Tuesday, 5 May 2015

Tim Lewens: Cultural Evolution: Conceptual Challenges

Tim Lewens has a book on cultural evolution coming out later this year: Cultural Evolution: Conceptual Challenges. For Google's preview of the book, see here.

His 2004 book - Organisms and Artifacts: Design in Nature and Elsewhere - also related to the topic.

I have generally dismissed Tim Lewens in the past as a feeble-minded meme critic who doesn't know what he is talking about. However the blurb to this book weakly suggests that he is in the process coming round to a sympathetic understanding of cultural evolution. Or maybe not, we will see. Here is the blurb:

Tim Lewens aims to understand what it means to take an evolutionary approach to cultural change, and why it is that this approach is often treated with suspicion. Convinced of the exceptional power of natural selection, many thinkers - typically working in biological anthropology, cognitive psychology, and evolutionary biology - have suggested it should be freed from the confines of biology, and applied to cultural change in humans and other animals. At the same time, others - typically with backgrounds in disciplines like social anthropology and history - have been just as vocal in dismissing the evolutionary approach to culture. What drives these disputes over Darwinism in the social sciences?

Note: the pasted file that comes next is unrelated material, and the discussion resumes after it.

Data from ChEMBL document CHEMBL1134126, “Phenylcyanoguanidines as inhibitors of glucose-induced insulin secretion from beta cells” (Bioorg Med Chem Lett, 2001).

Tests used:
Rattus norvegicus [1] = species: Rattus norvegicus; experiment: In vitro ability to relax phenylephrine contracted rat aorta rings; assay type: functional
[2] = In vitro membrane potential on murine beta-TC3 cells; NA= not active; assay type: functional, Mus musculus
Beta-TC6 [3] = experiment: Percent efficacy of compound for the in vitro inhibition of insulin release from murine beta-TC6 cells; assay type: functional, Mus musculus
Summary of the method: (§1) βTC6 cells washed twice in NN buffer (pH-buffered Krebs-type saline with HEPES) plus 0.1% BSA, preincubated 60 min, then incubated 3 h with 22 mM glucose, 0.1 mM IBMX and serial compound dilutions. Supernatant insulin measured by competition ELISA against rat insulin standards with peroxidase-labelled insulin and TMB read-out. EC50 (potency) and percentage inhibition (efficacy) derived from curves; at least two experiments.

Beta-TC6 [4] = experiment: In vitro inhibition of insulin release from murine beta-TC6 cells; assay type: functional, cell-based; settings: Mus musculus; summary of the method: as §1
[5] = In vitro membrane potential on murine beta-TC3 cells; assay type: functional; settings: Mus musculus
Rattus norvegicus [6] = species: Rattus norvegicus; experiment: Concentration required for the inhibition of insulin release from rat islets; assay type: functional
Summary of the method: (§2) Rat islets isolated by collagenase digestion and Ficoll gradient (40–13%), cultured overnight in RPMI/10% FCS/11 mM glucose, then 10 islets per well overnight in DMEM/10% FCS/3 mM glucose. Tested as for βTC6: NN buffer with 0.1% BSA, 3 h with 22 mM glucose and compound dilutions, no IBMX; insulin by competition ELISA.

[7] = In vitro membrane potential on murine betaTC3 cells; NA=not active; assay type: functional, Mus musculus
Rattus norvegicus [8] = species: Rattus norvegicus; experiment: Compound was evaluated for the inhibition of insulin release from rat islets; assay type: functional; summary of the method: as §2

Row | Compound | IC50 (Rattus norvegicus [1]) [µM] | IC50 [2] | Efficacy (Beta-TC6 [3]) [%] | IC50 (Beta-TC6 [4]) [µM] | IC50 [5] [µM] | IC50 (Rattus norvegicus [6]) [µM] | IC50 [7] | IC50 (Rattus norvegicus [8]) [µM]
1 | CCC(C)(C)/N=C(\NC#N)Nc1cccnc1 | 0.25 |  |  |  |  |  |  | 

While making a case for the value of evolutionary thinking for students of culture, Lewens shows why the concerns of sceptics should not dismissed as mere prejudice, confusion, or ignorance. Indeed, confusions about what evolutionary approaches entail are propagated by their proponents, as well as by their detractors. By taking seriously the problems faced by these approaches to culture, Lewens shows how such approaches can be better formulated, where their most significant limitations lie, and how the tools of cultural evolutionary thinking might become more widely accepted.

Update 2016-02-08: C. Heyes review. From this polite review, the book doesn't sound to me as though it is going to be much good.

Here's a 2011 critical essay, showing Tim's perspective.

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